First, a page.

Most non-Indigenous Americans know very little, and are taught very little, about those who originally lived and thrived on the lands we now occupy – or about Native lives and cultures today. Researchers have found that:
- The majority of Americans know little to nothing about Native Americans.
- Many Americans are not clear how many Native peoples still exist.
- Invisibility is one of the biggest barriers Native peoples face in advocating for tribal sovereignty, equity, and social justice.
- Invisibility, erasure of history, stereotypes and false narratives underlie the stories being told right now about Native people in the 21st century.
Fortunately, surveys also find that most Americans want to change: They want to learn more about Native cultures; they support Native positions on most issues; and they support significant changes to K-12 curricula to ensure accurate Native history and culture is taught in schools.
Historian Jack Forbes, of Powhatan-Renapé and Lenape descent, maintained that “while living persons are not responsible for what their ancestors did, they are responsible for the society they live in, which is a product of that past.”
Learning about and acknowledging the people on whose land we live is one way we can begin to take responsibility for our country’s ongoing injustices against Native peoples. And it is a step that can be mind-opening and enriching for us.
In Australia, New Zealand, and Canada, school days and meetings — and even sports games – often begin with a land acknowledgment: a formal statement that pays tribute to the original inhabitants of the land. The purpose of these land acknowledgment statements is to show respect for Indigenous peoples and recognize their enduring relationship to the land. Practicing acknowledgment – at events, in our writings, and elsewhere, can also raise awareness about the suppressed histories of Native peoples.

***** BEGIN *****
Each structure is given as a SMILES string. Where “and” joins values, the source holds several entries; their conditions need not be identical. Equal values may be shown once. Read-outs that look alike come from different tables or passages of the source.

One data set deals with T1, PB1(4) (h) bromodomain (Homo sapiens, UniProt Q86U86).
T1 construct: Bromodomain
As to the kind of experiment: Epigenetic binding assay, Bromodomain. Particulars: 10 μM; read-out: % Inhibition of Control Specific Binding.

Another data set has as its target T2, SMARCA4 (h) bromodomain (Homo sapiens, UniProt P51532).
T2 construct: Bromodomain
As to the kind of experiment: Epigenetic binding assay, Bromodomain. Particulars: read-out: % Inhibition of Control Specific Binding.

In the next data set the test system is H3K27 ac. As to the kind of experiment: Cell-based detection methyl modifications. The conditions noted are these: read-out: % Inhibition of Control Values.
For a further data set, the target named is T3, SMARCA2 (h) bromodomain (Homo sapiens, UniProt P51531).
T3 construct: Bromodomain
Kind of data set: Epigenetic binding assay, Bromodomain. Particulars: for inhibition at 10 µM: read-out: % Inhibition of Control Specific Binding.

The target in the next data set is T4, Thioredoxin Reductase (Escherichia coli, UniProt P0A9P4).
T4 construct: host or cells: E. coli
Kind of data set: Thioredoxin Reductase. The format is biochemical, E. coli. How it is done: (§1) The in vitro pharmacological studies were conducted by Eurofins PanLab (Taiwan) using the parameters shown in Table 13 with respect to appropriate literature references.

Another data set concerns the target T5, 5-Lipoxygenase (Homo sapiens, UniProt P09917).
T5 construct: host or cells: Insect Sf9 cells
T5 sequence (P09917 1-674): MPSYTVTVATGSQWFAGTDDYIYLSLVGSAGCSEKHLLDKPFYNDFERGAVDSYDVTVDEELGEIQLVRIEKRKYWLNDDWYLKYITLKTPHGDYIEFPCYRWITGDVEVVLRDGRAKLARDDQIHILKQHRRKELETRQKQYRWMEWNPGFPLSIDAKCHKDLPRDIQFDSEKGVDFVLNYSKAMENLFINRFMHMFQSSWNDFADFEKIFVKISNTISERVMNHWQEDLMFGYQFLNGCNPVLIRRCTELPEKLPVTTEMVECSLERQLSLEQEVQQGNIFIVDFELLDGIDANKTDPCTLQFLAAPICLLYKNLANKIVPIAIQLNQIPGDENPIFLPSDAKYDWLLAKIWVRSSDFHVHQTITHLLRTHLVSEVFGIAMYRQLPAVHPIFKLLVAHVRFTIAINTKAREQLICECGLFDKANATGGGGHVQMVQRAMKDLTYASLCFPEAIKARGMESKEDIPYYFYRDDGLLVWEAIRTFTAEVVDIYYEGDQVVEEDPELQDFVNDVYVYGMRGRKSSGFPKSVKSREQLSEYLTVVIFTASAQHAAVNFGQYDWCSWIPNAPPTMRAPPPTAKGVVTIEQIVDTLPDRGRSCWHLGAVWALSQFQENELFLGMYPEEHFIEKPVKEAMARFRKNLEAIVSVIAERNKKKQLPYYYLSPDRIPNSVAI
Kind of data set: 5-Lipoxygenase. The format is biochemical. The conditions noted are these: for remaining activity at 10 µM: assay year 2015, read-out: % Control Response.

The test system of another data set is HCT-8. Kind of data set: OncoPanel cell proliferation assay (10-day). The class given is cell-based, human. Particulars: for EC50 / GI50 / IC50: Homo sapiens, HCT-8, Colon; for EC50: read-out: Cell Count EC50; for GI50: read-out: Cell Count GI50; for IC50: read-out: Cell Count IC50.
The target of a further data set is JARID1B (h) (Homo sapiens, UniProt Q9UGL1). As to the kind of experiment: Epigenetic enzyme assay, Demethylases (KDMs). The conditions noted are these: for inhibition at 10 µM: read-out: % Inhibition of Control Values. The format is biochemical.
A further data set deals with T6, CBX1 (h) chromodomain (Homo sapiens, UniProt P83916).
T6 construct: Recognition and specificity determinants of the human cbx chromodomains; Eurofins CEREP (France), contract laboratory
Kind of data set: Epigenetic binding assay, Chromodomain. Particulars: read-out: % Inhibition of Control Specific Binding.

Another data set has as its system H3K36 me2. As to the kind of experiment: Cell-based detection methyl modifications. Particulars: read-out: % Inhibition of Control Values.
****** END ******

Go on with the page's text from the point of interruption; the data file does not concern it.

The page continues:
“There have always been Indigenous peoples in the spaces we call home, and there always will be,” Kanyon Sayers-Roods, a Mutsun Ohlone activist in Northern California, told Teen Vogue. “The acknowledgment process is about asking, What does it mean to live in a post-colonial world? What did it take for us to get here? And how can we be accountable to our part in history?”
Land acknowledgment statements can be short, simply citing the name or names of the tribes that inhabited the land, or they can include more extensive information. Morningside Center for Teaching Responsibility adopted this land acknowledgment statement for the work it does in New York City.
Questions for discussion:
- What struck you most about the reading? What questions do you have about it?
- Why do you think most Americans know so little about Indigenous peoples?
- Do you know less than you would like to about the people on whose land you are living? If so, what would you like to know and why?
- Why do you think you or we as a class have so little information about this?
- What is the purpose of a land acknowledgment statement?
- What impact do you think it might have if gatherings regularly began with an acknowledgment of the people whose land we are on?
Next, ask students to consider:
- Do we want to create a land acknowledgement statement for our class?